Dubai Wants All Government Documents on Blockchain By 2020

The United Arab Emirates city of Dubai has announced plans to move all of its government documents to a blockchain by 2020.

AccessTimeIconOct 5, 2016 at 3:40 p.m. UTC
Updated Sep 11, 2021 at 12:32 p.m. UTC

The Crown Prince of Dubai announced a strategic plan today that would see all government documents secured on a blockchain by 2020.

Revealed at an event hosted by the Dubai Future Foundation and the Smart Dubai Office, the final goal of the government-led initiative is to open the blockchain platform to other cities around the world.

In remarks, Sheikh Hamdan bin Mohammed bin Rashid Al Maktoum explained the effort is part of a larger bid by the emirate, one of seven in the larger UAE, to set the "standard" for smart cities.

He said:

"The emirate is building on that achievement by constantly working to foresee the future and keep up with the fourth industrial revolution and all the prospects of increased efficiency that come along with it."

According to a statement, the Dubai government estimates its blockchain strategy has the potential to generate 25.1 million hours of economic productivity each year in savings, while reducing CO2 emissions.

The initiative announced today is notably part of Dubai's year-long push to become a global leader in blockchain tech. In April of this year, for example, Dubai launched its Global Blockchain Initiative (GBI) with 30 members from both the public and private sectors, and the initiative now counts 47 government and financial entities as members.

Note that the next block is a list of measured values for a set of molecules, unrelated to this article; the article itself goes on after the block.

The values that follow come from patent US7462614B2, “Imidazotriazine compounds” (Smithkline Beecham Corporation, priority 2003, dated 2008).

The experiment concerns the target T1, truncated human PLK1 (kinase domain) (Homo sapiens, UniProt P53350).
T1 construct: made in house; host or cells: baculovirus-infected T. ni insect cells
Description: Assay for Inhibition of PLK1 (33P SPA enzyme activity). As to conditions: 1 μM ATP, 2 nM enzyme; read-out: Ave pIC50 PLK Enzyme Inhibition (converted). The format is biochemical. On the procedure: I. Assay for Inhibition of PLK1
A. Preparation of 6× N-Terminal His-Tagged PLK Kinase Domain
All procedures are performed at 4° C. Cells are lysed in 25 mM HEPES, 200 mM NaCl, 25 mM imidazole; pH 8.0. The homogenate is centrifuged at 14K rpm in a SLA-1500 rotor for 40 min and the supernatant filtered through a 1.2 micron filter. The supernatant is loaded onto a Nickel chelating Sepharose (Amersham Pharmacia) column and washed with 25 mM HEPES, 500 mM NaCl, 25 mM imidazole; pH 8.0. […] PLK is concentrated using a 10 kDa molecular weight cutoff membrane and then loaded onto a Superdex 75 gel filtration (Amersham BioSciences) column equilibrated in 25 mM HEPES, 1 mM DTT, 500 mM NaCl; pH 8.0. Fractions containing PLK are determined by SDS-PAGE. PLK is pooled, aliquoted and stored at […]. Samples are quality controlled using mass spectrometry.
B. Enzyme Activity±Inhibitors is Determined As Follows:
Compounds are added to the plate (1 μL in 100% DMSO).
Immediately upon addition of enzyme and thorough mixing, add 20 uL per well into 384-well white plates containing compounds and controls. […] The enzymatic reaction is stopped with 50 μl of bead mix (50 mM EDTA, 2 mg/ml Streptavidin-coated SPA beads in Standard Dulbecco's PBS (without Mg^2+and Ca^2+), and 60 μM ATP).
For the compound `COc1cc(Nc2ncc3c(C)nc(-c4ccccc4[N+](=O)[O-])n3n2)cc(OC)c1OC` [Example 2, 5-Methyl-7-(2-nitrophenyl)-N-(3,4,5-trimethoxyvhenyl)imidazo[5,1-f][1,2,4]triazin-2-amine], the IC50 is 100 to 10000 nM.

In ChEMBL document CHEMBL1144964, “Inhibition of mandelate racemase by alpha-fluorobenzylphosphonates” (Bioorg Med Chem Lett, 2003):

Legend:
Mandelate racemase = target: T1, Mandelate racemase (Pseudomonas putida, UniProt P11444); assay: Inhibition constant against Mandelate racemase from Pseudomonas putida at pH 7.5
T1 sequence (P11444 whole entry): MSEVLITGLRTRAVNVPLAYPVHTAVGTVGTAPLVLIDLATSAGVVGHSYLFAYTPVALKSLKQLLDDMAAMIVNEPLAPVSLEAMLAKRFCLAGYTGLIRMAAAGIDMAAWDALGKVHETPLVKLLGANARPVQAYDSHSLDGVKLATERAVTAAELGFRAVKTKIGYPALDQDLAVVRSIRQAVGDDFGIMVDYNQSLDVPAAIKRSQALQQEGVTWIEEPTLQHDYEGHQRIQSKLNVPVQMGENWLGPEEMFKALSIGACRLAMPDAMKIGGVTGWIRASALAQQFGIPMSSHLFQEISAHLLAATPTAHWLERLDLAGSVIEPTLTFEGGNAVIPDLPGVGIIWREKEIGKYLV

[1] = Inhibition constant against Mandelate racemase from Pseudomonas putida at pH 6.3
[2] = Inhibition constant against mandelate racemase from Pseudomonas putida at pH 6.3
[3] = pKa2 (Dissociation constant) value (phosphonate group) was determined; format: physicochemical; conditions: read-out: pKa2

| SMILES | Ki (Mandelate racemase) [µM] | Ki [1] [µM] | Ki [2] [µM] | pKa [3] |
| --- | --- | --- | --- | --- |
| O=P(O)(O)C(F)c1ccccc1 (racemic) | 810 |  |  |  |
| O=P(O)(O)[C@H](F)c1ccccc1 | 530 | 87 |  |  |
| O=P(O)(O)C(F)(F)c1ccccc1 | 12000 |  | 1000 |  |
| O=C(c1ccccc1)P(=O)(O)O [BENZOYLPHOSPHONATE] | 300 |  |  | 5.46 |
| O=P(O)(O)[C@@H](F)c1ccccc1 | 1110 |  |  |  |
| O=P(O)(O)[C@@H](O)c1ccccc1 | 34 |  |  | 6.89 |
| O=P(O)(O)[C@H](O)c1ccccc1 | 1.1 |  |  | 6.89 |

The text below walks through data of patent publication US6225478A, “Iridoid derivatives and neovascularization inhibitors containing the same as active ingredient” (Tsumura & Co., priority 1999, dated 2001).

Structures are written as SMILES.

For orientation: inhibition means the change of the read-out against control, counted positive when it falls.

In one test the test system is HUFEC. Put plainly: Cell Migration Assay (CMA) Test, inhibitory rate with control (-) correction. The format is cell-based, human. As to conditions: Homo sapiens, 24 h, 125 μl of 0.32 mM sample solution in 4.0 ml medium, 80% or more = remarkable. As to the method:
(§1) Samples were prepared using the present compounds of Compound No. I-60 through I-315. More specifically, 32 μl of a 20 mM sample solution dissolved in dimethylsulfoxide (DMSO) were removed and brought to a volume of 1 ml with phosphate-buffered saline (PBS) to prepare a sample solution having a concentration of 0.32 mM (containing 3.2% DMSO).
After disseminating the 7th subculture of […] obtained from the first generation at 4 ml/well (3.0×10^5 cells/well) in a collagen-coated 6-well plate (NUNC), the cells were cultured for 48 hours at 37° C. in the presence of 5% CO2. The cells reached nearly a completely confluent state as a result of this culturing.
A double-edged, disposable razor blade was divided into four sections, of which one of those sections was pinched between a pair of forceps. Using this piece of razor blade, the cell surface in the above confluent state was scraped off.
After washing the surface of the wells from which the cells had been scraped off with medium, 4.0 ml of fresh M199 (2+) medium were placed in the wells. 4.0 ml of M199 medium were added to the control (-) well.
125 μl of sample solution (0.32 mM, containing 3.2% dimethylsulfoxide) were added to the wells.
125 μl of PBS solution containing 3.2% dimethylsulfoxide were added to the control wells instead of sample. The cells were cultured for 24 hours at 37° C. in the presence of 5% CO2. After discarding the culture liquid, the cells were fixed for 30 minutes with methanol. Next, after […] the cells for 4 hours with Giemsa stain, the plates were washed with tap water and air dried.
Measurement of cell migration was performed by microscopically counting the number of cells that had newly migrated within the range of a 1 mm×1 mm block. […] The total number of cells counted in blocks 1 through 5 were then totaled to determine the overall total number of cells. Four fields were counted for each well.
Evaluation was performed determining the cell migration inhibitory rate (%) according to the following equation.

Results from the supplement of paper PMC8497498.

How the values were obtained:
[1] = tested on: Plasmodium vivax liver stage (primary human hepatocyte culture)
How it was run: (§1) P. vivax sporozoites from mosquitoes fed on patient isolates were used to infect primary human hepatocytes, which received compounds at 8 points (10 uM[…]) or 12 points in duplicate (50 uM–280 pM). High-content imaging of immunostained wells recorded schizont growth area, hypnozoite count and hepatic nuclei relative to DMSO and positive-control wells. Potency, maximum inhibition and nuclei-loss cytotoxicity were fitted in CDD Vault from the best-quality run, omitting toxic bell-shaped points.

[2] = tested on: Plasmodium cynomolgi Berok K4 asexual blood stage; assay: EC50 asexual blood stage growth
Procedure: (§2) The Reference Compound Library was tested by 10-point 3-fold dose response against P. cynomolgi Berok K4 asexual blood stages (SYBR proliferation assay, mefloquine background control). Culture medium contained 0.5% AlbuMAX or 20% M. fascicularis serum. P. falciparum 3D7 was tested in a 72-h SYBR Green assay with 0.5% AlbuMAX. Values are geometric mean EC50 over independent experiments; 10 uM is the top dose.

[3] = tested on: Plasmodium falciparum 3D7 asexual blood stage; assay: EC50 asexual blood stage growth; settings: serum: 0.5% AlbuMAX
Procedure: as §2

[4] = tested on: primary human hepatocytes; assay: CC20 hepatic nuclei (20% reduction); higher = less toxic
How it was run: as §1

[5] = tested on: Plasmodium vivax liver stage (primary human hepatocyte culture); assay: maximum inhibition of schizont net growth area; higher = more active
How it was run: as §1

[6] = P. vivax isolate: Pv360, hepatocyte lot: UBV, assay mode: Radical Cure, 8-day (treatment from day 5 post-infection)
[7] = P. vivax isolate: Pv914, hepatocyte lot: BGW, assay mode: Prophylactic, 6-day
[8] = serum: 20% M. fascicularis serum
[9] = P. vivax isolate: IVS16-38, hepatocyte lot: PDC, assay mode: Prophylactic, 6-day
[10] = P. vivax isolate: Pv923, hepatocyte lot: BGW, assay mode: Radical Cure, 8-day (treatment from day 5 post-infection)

Two groups involved in that effort, the Dubai Future Foundation and Smart Dubai Office, are slated to take leading roles in the new plan's execution.

The three pillars

According to a statement, Dubai's blockchain strategy will be built on "three pillars", including government efficiency, industry creation and international leadership.

The organizers expect the blockchain project will contribute to increased government efficiency by creating a new digital layer for city transactions. Further, once the documents have been moved to a blockchain, the organizers believe the project will create business opportunities for the private sector.

Industries Dubai expects to benefit from the transition include real estate, banking, healthcare, transportation, urban planning, smart energy, digital commerce, and tourism.

But perhaps the most interesting aspect of the news is the government's plan to open its platform to to other cities and nations.

Dubai Future Foundation and Smart Dubai said they believe the international network could make it easier for travelers to cross borders with certain pre-approved forms of identification and pre-authenticated digital wallets and payments.

Mohammed Abdullah Al Gergawi, Minister of Cabinet Affairs and the Future said in a statement:

"Users will only need to log in their personal data or business credentials once; it will then be updated and verified in a timely manner through the blockchain network in all government and private entities including banks [and] insurance companies."

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